The Yiddish cover of Jimmy Buffett you didn’t know you needed

Yes, you read that right.

hloe Sarbib,

Have you ever thought to yourself, “Wow, I really wish someone would cover a Jimmy Buffett song in Yiddish?” I can’t say I ever had — but once it was presented as an option, I thought it was a pretty great idea. Journalist-playwright-Yiddishist Rohkl Kafrissen has just done exactly that, even changing the lyrics and context of the song to better fit, well, Yiddish.

The path that led from Margaritaville to the mame loshen is surprisingly easy to follow. As Rokhl described in her newsletter, it all began this spring, when, amidst the electric energy of a New York City that thought it was about to get vaccinated and exit the COVID pandemic (oh, how young and naïve we were), Jimmy Buffett was set to open his first Margaritaville resort in the Big Apple. In Kafrissen’s words, “thanks to a real estate quirk, he was forced to make room onsite for the historic Garment Center Congregation. This made it the only Margaritaville property in the world with a working shul. How better to welcome Jimmy Buffett to New York than by recording my Yiddish cover version of his 1973 novelty hit, ‘Why Don’t We Get Drunk and Screw?’ Six days a week you can drink all the margaritas you want, but on the seventh day, God commanded us to pick up a glass of wine, damnit.”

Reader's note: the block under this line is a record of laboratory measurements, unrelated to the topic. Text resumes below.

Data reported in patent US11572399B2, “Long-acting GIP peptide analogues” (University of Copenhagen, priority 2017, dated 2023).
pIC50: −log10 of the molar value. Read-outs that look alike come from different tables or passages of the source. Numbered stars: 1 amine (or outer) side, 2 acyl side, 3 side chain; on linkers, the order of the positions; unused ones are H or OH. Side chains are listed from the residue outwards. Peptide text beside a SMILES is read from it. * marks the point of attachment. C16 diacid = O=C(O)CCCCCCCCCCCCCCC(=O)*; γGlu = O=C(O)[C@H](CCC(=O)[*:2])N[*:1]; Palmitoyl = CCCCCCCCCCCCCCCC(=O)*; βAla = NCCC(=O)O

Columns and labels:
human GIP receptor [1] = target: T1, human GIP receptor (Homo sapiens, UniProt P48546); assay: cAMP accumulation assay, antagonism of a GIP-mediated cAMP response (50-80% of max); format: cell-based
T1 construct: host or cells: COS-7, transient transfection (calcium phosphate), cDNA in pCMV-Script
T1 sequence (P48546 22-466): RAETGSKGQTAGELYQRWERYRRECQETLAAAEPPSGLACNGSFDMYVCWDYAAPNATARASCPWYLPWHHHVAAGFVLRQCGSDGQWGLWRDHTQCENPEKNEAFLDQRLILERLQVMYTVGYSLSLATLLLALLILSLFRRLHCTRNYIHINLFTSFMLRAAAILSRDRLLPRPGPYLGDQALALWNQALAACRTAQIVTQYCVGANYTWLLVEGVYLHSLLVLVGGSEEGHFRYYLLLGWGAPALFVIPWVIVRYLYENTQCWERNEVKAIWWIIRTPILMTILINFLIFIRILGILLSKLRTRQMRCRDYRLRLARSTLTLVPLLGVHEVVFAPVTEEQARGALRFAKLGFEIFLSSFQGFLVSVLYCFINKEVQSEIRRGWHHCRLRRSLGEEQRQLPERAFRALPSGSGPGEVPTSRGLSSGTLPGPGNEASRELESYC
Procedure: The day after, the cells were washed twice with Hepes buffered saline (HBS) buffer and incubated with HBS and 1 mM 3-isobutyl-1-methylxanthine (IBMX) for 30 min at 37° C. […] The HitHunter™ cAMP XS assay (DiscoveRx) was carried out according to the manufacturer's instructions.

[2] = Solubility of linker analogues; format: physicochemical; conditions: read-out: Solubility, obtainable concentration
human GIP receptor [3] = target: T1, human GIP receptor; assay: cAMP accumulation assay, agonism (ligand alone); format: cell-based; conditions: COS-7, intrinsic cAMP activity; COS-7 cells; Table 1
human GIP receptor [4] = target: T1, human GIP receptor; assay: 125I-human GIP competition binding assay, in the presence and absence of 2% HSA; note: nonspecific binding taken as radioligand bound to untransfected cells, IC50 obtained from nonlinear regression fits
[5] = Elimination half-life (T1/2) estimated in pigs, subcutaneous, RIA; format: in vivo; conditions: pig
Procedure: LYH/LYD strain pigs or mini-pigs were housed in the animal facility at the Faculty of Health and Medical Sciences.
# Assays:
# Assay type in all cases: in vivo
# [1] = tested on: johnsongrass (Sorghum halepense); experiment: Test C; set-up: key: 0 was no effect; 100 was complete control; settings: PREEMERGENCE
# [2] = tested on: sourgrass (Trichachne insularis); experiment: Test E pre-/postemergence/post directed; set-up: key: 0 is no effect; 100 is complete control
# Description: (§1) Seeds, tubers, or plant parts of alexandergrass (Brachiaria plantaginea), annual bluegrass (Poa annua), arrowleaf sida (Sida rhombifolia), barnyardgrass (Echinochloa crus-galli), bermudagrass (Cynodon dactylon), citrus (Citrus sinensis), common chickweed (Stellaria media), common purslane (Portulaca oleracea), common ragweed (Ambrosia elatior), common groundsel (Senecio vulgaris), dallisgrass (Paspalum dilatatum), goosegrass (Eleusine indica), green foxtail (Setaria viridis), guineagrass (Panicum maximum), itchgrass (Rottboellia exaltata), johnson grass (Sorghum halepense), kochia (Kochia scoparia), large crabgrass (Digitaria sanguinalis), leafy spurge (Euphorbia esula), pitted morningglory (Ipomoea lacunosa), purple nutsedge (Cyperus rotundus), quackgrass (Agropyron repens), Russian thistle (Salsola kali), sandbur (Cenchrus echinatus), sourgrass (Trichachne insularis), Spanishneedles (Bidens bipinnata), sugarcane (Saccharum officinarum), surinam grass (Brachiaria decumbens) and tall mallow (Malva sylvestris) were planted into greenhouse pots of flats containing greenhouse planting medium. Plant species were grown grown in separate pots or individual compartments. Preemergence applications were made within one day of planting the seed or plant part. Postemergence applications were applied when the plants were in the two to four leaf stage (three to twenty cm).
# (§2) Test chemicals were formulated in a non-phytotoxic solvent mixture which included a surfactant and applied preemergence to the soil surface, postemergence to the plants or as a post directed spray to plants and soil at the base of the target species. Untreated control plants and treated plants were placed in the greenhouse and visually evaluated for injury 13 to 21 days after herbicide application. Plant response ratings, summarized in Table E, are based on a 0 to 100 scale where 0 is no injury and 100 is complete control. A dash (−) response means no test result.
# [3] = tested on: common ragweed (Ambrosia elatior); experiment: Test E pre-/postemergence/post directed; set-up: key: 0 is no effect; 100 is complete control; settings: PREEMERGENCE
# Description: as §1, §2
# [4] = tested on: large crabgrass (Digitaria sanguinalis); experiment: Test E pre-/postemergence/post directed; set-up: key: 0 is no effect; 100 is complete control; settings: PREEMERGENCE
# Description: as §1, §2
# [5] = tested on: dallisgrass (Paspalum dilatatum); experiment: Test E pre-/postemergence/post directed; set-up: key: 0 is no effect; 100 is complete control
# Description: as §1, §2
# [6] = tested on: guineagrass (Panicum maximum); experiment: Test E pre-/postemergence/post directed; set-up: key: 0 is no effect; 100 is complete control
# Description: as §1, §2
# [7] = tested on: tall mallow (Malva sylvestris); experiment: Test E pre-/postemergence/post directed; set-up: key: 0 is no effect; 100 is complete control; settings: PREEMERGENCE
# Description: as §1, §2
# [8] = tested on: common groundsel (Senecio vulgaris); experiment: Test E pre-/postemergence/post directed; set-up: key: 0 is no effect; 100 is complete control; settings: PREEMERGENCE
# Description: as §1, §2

Kafrissen collaborated with the Congress for Jewish Culture to make the song happen. Though, as with many things these past few months, the song’s creation had a few false starts before it actually took off, she did ultimately enlist a formidable crew of klezmer performers: Sasha Lurje (voice), Craig Judelman (violin) and Lorin Sklamberg (guitar, voice).

Of course, it wasn’t enough to merely translate the song’s existing words into Yiddish; the whole scenario had to be transposed to be more Jewish. Kafrissen was up to the task. “I decided to take Buffett’s song as a starting point,” she said. “Instead of a man propositioning a woman at a bar, I rewrote it from a woman’s point of view.” In her lyrics, “a woman is singing to her husband at the beginning of Friday night dinner. He sings the kiddush beautifully. But they’re all alone, and she just went to the mikveh. Maybe just this once they could skip dinner and go straight to dessert?” She feels her protagonist’s frustration is apt for the moment we’re all experiencing: We were promised a summer of hedonism, only to have gratification delayed again by the virus.

According to the CJC, the new Yiddish version, called Kum tsu mir” (Come to Me), “blends Buffett’s boozy, chilled out vibe with a heymish, New York point of view.” Enjoy.